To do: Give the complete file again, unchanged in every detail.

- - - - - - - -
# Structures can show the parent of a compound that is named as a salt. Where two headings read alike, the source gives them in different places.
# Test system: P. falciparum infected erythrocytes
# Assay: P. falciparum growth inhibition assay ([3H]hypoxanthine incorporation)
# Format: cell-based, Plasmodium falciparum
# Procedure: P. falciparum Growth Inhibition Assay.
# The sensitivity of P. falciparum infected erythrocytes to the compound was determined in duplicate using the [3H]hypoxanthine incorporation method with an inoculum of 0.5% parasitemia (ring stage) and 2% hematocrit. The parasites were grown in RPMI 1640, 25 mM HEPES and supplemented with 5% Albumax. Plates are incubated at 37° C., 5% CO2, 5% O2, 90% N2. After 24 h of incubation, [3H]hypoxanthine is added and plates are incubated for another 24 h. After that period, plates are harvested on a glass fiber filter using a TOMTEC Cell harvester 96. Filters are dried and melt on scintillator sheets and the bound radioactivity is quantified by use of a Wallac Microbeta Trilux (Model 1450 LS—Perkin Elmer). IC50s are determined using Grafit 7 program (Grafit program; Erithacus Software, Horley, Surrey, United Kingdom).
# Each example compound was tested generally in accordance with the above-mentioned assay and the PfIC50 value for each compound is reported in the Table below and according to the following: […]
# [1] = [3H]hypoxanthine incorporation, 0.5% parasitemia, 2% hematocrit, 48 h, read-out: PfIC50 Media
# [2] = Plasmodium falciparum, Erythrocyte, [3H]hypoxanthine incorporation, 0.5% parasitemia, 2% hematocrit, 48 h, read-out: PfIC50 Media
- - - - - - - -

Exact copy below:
# Structures can show the parent of a compound that is named as a salt. Where two headings read alike, the source gives them in different places.
# Test system: P. falciparum infected erythrocytes
# Assay: P. falciparum growth inhibition assay ([3H]hypoxanthine incorporation)
# Format: cell-based, Plasmodium falciparum
# Procedure: P. falciparum Growth Inhibition Assay.
# The sensitivity of P. falciparum infected erythrocytes to the compound was determined in duplicate using the [3H]hypoxanthine incorporation method with an inoculum of 0.5% parasitemia (ring stage) and 2% hematocrit. The parasites were grown in RPMI 1640, 25 mM HEPES and supplemented with 5% Albumax. Plates are incubated at 37° C., 5% CO2, 5% O2, 90% N2. After 24 h of incubation, [3H]hypoxanthine is added and plates are incubated for another 24 h. After that period, plates are harvested on a glass fiber filter using a TOMTEC Cell harvester 96. Filters are dried and melt on scintillator sheets and the bound radioactivity is quantified by use of a Wallac Microbeta Trilux (Model 1450 LS—Perkin Elmer). IC50s are determined using Grafit 7 program (Grafit program; Erithacus Software, Horley, Surrey, United Kingdom).
# Each example compound was tested generally in accordance with the above-mentioned assay and the PfIC50 value for each compound is reported in the Table below and according to the following: […]
# [1] = [3H]hypoxanthine incorporation, 0.5% parasitemia, 2% hematocrit, 48 h, read-out: PfIC50 Media
# [2] = Plasmodium falciparum, Erythrocyte, [3H]hypoxanthine incorporation, 0.5% parasitemia, 2% hematocrit, 48 h, read-out: PfIC50 Media